The literary device of a story within another story has been around for years. As a dramatic device of a play within a play, it was first notably used by Thomas Kyd in his play The Spanish Tragedy in about 1587. This device, or conceit, has been used several times successfully by William Shakespeare in Love's Labours Lost, Hamlet, The Taming of the Shrew and A Midsummer Night's Dream. The conceit is used for several different purposes; contrast, mirroring and even purely comedic purposes. Shakespeare uses these ideas and more through the Rude Mechanicals in A Midsummer Night's Dream and through the traveling players in Hamlet (which is discussed less in this essay).
The first and most obvious use of the Rude Mechanicals in A Midsummer Night's Dream is strictly for the advancement of the main plot. While there are several sub and side plots, the main plot, as well as the one we are first introduced to, is the marriage between the Queen of the Amazons (Hyppolyta) and the Duke of Athens (Theseus).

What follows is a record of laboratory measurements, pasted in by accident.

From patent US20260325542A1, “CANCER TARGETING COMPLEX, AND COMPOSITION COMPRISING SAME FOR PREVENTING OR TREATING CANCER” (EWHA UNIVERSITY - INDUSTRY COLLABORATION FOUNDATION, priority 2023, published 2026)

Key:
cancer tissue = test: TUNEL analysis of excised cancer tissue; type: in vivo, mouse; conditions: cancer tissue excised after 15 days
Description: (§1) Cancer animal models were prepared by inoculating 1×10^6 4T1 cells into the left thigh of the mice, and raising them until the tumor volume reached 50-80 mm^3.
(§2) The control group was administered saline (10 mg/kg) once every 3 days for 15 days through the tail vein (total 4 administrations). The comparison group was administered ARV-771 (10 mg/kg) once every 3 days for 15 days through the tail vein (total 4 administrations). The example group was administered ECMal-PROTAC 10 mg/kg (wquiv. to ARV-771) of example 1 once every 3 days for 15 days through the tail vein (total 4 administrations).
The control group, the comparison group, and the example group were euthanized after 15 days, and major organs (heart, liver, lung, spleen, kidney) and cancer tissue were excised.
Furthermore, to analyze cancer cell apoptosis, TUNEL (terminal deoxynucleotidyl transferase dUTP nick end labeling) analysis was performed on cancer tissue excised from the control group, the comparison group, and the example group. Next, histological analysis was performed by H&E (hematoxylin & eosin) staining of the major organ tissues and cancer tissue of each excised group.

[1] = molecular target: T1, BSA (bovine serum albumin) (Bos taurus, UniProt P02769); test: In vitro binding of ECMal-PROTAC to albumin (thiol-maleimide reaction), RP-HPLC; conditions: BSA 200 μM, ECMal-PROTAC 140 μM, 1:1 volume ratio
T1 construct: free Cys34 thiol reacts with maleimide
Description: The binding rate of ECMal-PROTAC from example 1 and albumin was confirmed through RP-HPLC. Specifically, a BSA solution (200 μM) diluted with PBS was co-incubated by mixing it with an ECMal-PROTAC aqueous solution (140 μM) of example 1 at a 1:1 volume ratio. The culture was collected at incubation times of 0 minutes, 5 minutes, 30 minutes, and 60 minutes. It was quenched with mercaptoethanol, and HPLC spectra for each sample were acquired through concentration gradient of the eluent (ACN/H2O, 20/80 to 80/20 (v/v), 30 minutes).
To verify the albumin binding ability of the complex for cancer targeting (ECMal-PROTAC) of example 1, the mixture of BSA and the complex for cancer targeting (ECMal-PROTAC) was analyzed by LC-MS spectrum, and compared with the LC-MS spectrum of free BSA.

The Rude Mechanicals are the men chosen to perform a play at the wedding ceremony of Theseus and Hyppolyta.
This first plot offers a secondary purpose for the Rude Mechanicals, contrast. The Rude Mechanicals are so called because of their positions. They are of a working class where their positions include a tinker, a weaver and a joiner. Puck is the first to refer to them as rude mechanicals in act three scene two; "rude mechanicals, that work for bread upon Athenian stalls," (139). Compared to the Duke and the Queen, these working men are pretty much the lowest in the play, even the fairies rank higher than they do. The class separation is extremely evident in the manner in which the different beings speak.